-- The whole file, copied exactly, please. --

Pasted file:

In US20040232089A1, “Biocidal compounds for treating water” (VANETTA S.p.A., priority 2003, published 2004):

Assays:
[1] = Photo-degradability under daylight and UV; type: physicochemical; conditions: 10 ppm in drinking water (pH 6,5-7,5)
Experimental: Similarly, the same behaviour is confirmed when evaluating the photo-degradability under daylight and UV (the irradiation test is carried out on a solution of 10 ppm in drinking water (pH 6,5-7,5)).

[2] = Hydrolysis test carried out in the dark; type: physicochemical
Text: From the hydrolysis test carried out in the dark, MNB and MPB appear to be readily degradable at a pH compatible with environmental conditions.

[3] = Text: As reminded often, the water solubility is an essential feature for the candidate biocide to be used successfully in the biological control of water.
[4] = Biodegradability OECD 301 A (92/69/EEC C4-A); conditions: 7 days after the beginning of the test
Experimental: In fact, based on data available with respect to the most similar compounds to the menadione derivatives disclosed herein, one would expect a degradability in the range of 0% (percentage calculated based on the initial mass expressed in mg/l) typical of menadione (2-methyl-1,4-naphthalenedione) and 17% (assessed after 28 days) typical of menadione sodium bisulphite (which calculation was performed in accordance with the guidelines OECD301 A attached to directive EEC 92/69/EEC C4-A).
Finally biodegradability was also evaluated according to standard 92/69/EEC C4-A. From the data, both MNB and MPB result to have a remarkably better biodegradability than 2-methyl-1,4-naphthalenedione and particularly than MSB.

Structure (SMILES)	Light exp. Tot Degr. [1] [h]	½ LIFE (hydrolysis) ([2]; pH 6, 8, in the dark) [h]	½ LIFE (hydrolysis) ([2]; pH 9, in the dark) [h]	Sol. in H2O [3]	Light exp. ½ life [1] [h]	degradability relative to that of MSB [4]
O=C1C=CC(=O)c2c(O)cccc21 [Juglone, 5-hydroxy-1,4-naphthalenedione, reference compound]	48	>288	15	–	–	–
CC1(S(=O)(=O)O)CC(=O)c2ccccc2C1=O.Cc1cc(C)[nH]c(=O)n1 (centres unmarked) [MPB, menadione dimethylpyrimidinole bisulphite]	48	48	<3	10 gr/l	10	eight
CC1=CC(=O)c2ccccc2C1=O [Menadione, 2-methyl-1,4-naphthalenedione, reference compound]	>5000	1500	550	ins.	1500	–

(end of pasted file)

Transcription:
In US20040232089A1, “Biocidal compounds for treating water” (VANETTA S.p.A., priority 2003, published 2004):

Assays:
[1] = Photo-degradability under daylight and UV; type: physicochemical; conditions: 10 ppm in drinking water (pH 6,5-7,5)
Experimental: Similarly, the same behaviour is confirmed when evaluating the photo-degradability under daylight and UV (the irradiation test is carried out on a solution of 10 ppm in drinking water (pH 6,5-7,5)).

[2] = Hydrolysis test carried out in the dark; type: physicochemical
Text: From the hydrolysis test carried out in the dark, MNB and MPB appear to be readily degradable at a pH compatible with environmental conditions.

[3] = Text: As reminded often, the water solubility is an essential feature for the candidate biocide to be used successfully in the biological control of water.
[4] = Biodegradability OECD 301 A (92/69/EEC C4-A); conditions: 7 days after the beginning of the test
Experimental: In fact, based on data available with respect to the most similar compounds to the menadione derivatives disclosed herein, one would expect a degradability in the range of 0% (percentage calculated based on the initial mass expressed in mg/l) typical of menadione (2-methyl-1,4-naphthalenedione) and 17% (assessed after 28 days) typical of menadione sodium bisulphite (which calculation was performed in accordance with the guidelines OECD301 A attached to directive EEC 92/69/EEC C4-A).
Finally biodegradability was also evaluated according to standard 92/69/EEC C4-A. From the data, both MNB and MPB result to have a remarkably better biodegradability than 2-methyl-1,4-naphthalenedione and particularly than MSB.

Structure (SMILES)	Light exp. Tot Degr. [1] [h]	½ LIFE (hydrolysis) ([2]; pH 6, 8, in the dark) [h]	½ LIFE (hydrolysis) ([2]; pH 9, in the dark) [h]	Sol. in H2O [3]	Light exp. ½ life [1] [h]	degradability relative to that of MSB [4]
O=C1C=CC(=O)c2c(O)cccc21 [Juglone, 5-hydroxy-1,4-naphthalenedione, reference compound]	48	>288	15	–	–	–
CC1(S(=O)(=O)O)CC(=O)c2ccccc2C1=O.Cc1cc(C)[nH]c(=O)n1 (centres unmarked) [MPB, menadione dimethylpyrimidinole bisulphite]	48	48	<3	10 gr/l	10	eight
CC1=CC(=O)c2ccccc2C1=O [Menadione, 2-methyl-1,4-naphthalenedione, reference compound]	>5000	1500	550	ins.	1500	–